So…it’s been about a week of continuous rain, it’s a friday afternoon, I’ve slept far less than I would care to, and what I want most in this world is to sink into the comfort of my warm home. Sadly the bitterness of this post being an actual homework assignment started to overpower the sweetness of a solo trip to the Meadows. Despite all that, I brushed off my shoulders, bundled up, grabbed my umbrella, and took off. The slipping and sliding around in the mud was kind of annoying to me at first. I wore my Crocs without any holes (I call them Winter Crocs) to stay waterproof, but sacrificed any hope for traction in doing so. Quickly and impulsively I decided I would be better off with no shoes at all. I stashed my shoes and socks in a frisbee golf…net? Is it a net? Basket maybe? I’m going to come back to frisbee golf in a future post, so I’ll figure it out by then.
Anyway, what came of that is this! A somewhat comprehensive guide to being barefoot in the Meadows. In this extra special edition, we’ll be talking about the ins and outs of being barefoot in the cold, rainy, oversaturated, squishiest-ever Meadows. How to find a moment of warmth and regain the feeling in your toes. I am also a very tactile person, so part of this is me just wanting to feel all the textures between my toes, but I think it will serve as informative for those in a very specific jam.
Content warning: Turn back if you hate feet!
- Plain old mud
I do not recommend that you walk in this mud. As you can tell from my very visceral foot reaction, this is not the place to be. It is the wrong type of squish, the little puddles are extremely cold, and I slid all sorts of ways in this mud.
Should you find yourself in a pinch, this grass will do the trick. Stay still in your footing for a few minutes and your body heat will warm it right up. The overall sensation is not the greatest, but when you stop being able to bend your toes, you can’t be too picky about that sort of thing.
Now you might think that since moss looks like an actual rug, this would be amazing, as I did. I was very wrong. The carpet-like quality of moss soaks up water so much so that it feels like you’re walking on a cold, dirty sponge.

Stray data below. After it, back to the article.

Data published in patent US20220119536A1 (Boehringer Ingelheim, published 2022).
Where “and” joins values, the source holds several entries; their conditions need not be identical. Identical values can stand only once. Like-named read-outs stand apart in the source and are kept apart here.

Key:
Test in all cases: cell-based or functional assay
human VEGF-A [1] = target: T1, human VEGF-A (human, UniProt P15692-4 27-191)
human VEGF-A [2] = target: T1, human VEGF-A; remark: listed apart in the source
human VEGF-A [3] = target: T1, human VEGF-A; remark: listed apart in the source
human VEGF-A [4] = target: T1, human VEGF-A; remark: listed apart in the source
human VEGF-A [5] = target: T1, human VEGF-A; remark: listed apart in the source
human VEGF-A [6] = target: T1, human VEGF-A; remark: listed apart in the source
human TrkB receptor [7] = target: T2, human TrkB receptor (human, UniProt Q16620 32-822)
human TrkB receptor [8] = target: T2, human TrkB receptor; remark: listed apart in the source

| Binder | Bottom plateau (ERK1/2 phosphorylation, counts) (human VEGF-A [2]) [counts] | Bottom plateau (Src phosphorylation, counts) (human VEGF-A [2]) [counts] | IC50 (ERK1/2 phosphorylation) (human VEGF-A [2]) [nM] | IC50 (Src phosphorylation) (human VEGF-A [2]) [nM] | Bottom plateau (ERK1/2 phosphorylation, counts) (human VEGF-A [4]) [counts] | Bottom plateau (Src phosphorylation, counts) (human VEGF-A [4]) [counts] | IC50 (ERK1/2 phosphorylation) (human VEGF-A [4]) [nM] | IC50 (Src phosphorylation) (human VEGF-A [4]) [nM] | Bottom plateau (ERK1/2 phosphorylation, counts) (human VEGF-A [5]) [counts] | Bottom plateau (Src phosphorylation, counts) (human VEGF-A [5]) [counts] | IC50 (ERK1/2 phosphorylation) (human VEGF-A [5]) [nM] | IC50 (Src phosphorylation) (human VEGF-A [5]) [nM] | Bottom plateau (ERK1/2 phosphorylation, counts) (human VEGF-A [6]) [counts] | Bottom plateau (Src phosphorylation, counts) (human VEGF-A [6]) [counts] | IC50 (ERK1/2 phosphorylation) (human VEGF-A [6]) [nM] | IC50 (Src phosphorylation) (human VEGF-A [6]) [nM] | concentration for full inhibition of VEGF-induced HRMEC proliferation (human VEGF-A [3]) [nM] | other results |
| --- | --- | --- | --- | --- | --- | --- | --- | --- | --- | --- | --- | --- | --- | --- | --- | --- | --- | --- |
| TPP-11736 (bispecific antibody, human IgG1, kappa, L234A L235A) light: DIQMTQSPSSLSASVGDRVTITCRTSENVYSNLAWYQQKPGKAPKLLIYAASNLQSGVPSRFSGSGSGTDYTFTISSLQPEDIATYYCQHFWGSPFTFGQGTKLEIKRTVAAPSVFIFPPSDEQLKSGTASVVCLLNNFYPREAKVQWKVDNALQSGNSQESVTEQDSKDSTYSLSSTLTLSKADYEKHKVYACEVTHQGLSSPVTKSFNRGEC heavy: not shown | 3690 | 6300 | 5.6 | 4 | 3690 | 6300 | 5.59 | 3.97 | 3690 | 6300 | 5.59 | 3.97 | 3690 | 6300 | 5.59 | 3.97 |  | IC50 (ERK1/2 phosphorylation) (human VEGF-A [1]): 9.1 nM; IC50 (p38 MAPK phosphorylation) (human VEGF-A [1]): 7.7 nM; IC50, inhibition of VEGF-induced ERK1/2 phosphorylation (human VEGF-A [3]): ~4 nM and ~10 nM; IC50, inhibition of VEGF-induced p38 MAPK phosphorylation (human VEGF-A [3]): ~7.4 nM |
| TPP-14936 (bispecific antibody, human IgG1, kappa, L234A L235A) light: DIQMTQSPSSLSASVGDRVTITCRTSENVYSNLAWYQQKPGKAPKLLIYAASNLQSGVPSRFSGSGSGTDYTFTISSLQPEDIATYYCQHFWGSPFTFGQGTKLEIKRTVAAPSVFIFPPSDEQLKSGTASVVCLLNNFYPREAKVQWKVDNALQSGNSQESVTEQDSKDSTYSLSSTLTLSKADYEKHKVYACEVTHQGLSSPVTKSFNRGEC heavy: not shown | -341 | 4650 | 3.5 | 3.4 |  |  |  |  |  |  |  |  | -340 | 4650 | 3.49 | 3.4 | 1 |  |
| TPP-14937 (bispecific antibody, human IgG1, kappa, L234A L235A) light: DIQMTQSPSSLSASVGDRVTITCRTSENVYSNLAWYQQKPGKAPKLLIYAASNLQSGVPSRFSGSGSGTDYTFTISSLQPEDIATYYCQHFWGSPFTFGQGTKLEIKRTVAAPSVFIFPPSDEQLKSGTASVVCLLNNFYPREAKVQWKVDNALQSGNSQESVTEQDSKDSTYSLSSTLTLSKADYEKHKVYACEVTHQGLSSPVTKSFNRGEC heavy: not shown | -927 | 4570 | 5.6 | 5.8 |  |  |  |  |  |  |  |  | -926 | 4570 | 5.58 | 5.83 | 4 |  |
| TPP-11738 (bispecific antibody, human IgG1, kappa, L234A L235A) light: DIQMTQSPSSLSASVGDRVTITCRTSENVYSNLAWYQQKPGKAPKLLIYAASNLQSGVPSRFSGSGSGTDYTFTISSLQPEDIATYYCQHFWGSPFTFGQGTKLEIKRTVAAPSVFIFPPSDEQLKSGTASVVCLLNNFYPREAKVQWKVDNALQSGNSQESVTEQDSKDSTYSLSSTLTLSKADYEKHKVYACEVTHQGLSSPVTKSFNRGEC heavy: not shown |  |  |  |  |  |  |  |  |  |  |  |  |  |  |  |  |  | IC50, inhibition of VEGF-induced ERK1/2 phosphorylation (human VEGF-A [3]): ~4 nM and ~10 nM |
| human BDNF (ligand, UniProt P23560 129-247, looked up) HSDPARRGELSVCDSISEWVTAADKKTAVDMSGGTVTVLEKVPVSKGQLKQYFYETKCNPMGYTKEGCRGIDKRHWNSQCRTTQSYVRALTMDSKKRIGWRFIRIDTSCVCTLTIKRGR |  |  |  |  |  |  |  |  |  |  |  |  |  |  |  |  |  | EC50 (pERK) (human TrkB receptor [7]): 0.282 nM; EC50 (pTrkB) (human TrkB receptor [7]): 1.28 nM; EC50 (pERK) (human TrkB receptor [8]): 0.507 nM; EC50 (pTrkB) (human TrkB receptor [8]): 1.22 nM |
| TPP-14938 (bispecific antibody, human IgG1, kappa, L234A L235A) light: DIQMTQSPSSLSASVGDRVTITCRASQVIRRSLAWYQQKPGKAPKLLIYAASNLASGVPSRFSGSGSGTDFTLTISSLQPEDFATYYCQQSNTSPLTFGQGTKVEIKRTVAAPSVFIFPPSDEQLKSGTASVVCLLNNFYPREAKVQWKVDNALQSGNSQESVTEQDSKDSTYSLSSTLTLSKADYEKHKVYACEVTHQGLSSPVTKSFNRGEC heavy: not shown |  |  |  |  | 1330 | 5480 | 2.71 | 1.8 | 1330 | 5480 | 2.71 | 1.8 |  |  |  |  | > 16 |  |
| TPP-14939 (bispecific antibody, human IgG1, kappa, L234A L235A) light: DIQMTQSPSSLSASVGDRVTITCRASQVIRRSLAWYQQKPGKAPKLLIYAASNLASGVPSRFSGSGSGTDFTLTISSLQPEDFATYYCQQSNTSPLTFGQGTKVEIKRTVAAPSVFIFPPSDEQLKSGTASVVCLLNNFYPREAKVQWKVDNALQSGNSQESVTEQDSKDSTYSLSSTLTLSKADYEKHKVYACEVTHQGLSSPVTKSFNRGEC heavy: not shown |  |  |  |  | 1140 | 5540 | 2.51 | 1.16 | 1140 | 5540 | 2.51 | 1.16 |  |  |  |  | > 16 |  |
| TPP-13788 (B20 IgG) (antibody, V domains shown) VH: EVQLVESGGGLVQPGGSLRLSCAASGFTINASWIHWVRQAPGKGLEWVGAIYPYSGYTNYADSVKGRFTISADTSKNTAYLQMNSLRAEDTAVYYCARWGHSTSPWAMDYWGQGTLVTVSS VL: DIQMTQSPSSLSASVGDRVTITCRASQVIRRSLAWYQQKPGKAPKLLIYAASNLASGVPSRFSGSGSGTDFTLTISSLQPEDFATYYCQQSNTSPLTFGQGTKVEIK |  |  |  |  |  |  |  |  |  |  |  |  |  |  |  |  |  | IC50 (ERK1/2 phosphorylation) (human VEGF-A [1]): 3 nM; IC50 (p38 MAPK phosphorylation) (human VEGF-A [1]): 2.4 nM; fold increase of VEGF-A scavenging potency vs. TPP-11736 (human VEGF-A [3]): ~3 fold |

4. Pine needles
I have some mixed emotions about pine needles here. If you are looking for heat on your feet, this definitely works. The sort of insulation that the layers of pine needles gives is quite nice, but you have to get past the rigidity of the needles to begin with. Personally, the feeling of walking on uncooked pasta outweighed any comfort or warmth the pine needles had to offer.
Yeah, don’t stand in puddles. They are fun for splashing around and cleaning mud off your feet, but that’s about all you’re gonna get from this.
6. Funky wooden bridge
Maybe I was just extremely cold and slightly delusional but this felt absolutely fantastic. The wood totally warmed up my feet and got my toes wiggling and feeling good. 10/10 would recommend in an ideal world with these sorts of accommodations.
7. Plastic traction mats
No. Just don’t do it. These little holes suction to the bottom of your feet and it feels like you’re walking on an octopus tentacle. Plus, the open spaces between your foot and the ground is like a tiny, freezing wind tunnel.
This is a one way ticket to a fungal infection. I did it so you never ever have to.
9. Surrendering to the mud
You run around barefoot long enough in the muddy Meadows and eventually you get tired of fighting the slips and slides. When the moment’s right, let go of your inhibitions, and slide on!